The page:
Does The FAA Randomly Drug Test Its Employees?
Yes. The Airline employers who follow the regulations of the FAA randomly and periodically drug test their employees. Random testing helps ensure that MMJ, cocaine, amphetamines, opiates, and other drugs are not being used by personnel who have access to critical information or equipment within the FAA.
A test could occur at any time, and a test refusal is considered a positive result. While the FAA does not have to give advance notice for random drug testing, it does notify employees of drug testing as part of their orientation process.
It means that the FAA can randomly schedule drug tests on each employee at least once every three months. However, the pilots and air traffic controllers are subject to more frequent random drug testing.
Those selected for random drug testing are randomly notified of their selection. It means that the FAA doesn't use a specific time frame for random testing. Moreover, it is important to note that the FAA has a zero-tolerance policy and will not accept an employment application if they have failed a drug test during the previous three months.
In the case of pilots who failed a drug test will also be asked to submit to at least six random follow-up drug screenings (which are observed) over the course of the next 12 months to verify their sobriety is being maintained.
Does FAA Do A Reasonable-Suspicion Drug Testing?
Yes. The FAA's reasonable-suspicion drug testing is done on a case-by-case basis and when there are reasonable causes to believe that an employee is under the influence of drugs. A reasonable suspicion drug test results are used in conjunction with other evidence to determine if an employee is fit for duty.
If the employee fails a reasonable suspicion drug test, the MRO will determine if confirmation testing is required and notify the employee accordingly. The FAA will not renew or re-certify an applicant who fails to pass these types of tests and will only issue a new employment authorization (EAD) after they submit to a confirmatory drug test.
However, the FAA will take into consideration a combination of the following factors:
- The employee's behavior or appearance, if an employee is observed to be intoxicated
- The time, place, and circumstances of the alleged drug abuse.
- The type of work being done or the criticality of the work being performed by the employee.
- Past use of illegal drugs or any other indications that drug abuse is a problem for the individual (e.g., failed drug test results in previous employment).
What Is The FAA Definition Of A Post-Accident Drug Test?
A post-accident drug test is a drug test done within a specified time of the aviation accident to find out if drugs contributed to the cause of the accident. Many laws require and regulate post-accident drug tests, such as the Drug-Free Workplace Act, Federal Aviation Administration (FAA) medical standard, and U.S. Department of Transportation (DOT) regulations.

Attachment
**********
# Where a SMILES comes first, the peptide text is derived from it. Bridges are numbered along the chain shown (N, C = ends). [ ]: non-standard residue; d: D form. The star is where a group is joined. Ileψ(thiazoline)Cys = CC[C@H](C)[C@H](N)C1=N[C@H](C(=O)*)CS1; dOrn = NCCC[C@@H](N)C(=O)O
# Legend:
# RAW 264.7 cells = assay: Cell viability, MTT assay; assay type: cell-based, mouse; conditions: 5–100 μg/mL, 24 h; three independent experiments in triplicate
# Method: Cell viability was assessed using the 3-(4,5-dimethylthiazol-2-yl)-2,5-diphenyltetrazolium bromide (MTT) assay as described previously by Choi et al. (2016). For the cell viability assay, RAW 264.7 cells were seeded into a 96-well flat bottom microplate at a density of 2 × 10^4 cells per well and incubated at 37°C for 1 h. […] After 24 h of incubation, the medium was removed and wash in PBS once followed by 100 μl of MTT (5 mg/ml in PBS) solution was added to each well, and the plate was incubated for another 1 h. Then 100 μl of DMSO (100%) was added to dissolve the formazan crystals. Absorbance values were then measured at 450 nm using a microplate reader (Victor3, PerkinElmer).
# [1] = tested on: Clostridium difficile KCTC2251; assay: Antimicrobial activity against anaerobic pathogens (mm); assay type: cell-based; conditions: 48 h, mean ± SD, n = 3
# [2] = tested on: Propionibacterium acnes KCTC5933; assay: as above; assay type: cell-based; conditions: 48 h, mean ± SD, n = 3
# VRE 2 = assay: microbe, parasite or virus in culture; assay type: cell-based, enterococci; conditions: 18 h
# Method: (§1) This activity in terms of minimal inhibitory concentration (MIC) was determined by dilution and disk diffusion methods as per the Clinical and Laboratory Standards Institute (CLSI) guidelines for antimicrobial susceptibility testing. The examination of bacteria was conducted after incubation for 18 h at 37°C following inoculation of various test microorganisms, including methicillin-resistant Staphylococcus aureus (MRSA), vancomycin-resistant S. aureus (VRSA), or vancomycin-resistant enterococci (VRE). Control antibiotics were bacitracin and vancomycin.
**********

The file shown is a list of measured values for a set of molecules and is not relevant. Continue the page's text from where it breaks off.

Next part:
A post-accident drug test is a "reasonable" or "permissible" drug test, meaning it is legal to perform. Thus, the FAA or their contractors would not be held liable for performing a post-accident drug test on you when acceptable by these rules and regulations.
The FAA would often order a urine drug test during a post-accident drug test because it is the most commonly used method. The FAA has a zero-tolerance policy for illegal drug use, and negative test results trigger immediate disqualification from the program.
However, FAA drug testing rules allow a drug test up to 32 hours after the accident. If a post-accident drug test is not done, the FAA will not consider the drug test as "positive."
Drug testing plays a vital role in the aviation industry because it helps to ensure the safety of passengers and others. It also helps to ensure that employees can perform their jobs competently and safely.
If you are an applicant who is curious to know whether they would be subject to drug testing as part of the hiring process, you should be aware that this may be a possibility depending on your specific job with the FAA.
The time, place, and manner of testing are specified in each organization's Drug-free Workplace Plan. You need to be aware that the FAA has a zero-tolerance policy, which means if you fail a drug test, you will no longer be eligible for employment with them. It also goes for those who have committed any drug violations in the past.
Does the FAA do hair follicle tests?
Yes, the FAA may do a hair test via a swab test. It might be used in post-accident testing to check for drugs in the pilot's hair. This hair test is only done for positive drug test results if the urine test is negative or for other reasons to think that the urine test is a false positive.
How long does it take to get FAA drug test results?
It's very difficult to give an estimated date of receipt for positive and negative results because it is dependent on so many factors. However, receiving positive and negative results is generally less than a week.
Can an FAA drug test be overturned?
If you fail the test and you think it's a false positive, then you are entitled to a confirmatory lab test to prove that it was indeed wrong. If the result comes back negative, the first test will be considered "invalid.
Can you reapply if you fail the FAA drug test?
You can reapply if you have failed a drug test and have been allowed to submit an acceptable drug test result. If you pass the next round of testing, then your prior failed test will not be considered, and your application will be considered "cleared." But in the case of safety-sensitive functions, you cannot reapply and must go through the process of a complete panel review.
Does the FAA drug test private pilots?
No, the FAA does not have a formal pilot program for testing. In other words, the FAA can randomly test a commercial pilot if it finds a reason to suspect drug use. But in the case of a private pilot certificate holder, the FAA will generally not randomly test unless they get a report of an accident.
Does the FAA do a background check?
Yes, the FAA does background checks. They check for factors such as a criminal record if you have committed any drug violations in the past, and other related factors. The background check aims to discover any character or behavior flaws that could affect your ability to perform tasks like flying aircraft or maintaining them.